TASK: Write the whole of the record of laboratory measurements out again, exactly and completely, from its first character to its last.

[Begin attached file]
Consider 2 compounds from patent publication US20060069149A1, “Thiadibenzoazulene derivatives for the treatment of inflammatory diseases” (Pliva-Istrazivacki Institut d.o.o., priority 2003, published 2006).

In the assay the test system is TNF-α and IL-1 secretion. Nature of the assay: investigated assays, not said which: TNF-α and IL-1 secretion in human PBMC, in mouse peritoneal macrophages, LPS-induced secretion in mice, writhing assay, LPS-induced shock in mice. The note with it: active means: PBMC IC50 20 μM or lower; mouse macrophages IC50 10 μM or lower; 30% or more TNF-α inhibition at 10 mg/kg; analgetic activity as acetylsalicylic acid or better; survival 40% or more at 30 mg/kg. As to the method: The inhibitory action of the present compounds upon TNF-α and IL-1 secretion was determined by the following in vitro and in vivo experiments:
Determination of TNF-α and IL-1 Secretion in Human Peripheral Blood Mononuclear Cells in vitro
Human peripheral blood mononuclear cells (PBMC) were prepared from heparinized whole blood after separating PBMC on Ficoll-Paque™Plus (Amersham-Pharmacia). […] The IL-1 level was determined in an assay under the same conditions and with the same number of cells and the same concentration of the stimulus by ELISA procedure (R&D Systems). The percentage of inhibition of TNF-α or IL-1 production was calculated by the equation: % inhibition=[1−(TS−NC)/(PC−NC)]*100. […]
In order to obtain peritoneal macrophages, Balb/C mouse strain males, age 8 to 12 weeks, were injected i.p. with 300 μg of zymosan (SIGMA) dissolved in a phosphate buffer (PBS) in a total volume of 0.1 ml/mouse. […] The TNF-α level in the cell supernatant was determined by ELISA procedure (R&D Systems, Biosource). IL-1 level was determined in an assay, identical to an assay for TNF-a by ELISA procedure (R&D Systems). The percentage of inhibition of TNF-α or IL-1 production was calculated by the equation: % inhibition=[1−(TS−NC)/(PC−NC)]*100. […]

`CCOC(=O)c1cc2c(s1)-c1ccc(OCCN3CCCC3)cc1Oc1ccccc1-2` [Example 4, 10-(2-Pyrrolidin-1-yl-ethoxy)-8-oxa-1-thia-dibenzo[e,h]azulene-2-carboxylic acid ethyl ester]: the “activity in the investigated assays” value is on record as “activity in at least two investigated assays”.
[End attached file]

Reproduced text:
Consider 2 compounds from patent publication US20060069149A1, “Thiadibenzoazulene derivatives for the treatment of inflammatory diseases” (Pliva-Istrazivacki Institut d.o.o., priority 2003, published 2006).

In the assay the test system is TNF-α and IL-1 secretion. Nature of the assay: investigated assays, not said which: TNF-α and IL-1 secretion in human PBMC, in mouse peritoneal macrophages, LPS-induced secretion in mice, writhing assay, LPS-induced shock in mice. The note with it: active means: PBMC IC50 20 μM or lower; mouse macrophages IC50 10 μM or lower; 30% or more TNF-α inhibition at 10 mg/kg; analgetic activity as acetylsalicylic acid or better; survival 40% or more at 30 mg/kg. As to the method: The inhibitory action of the present compounds upon TNF-α and IL-1 secretion was determined by the following in vitro and in vivo experiments:
Determination of TNF-α and IL-1 Secretion in Human Peripheral Blood Mononuclear Cells in vitro
Human peripheral blood mononuclear cells (PBMC) were prepared from heparinized whole blood after separating PBMC on Ficoll-Paque™Plus (Amersham-Pharmacia). […] The IL-1 level was determined in an assay under the same conditions and with the same number of cells and the same concentration of the stimulus by ELISA procedure (R&D Systems). The percentage of inhibition of TNF-α or IL-1 production was calculated by the equation: % inhibition=[1−(TS−NC)/(PC−NC)]*100. […]
In order to obtain peritoneal macrophages, Balb/C mouse strain males, age 8 to 12 weeks, were injected i.p. with 300 μg of zymosan (SIGMA) dissolved in a phosphate buffer (PBS) in a total volume of 0.1 ml/mouse. […] The TNF-α level in the cell supernatant was determined by ELISA procedure (R&D Systems, Biosource). IL-1 level was determined in an assay, identical to an assay for TNF-a by ELISA procedure (R&D Systems). The percentage of inhibition of TNF-α or IL-1 production was calculated by the equation: % inhibition=[1−(TS−NC)/(PC−NC)]*100. […]

`CCOC(=O)c1cc2c(s1)-c1ccc(OCCN3CCCC3)cc1Oc1ccccc1-2` [Example 4, 10-(2-Pyrrolidin-1-yl-ethoxy)-8-oxa-1-thia-dibenzo[e,h]azulene-2-carboxylic acid ethyl ester]: the “activity in the investigated assays” value is on record as “activity in at least two investigated assays”.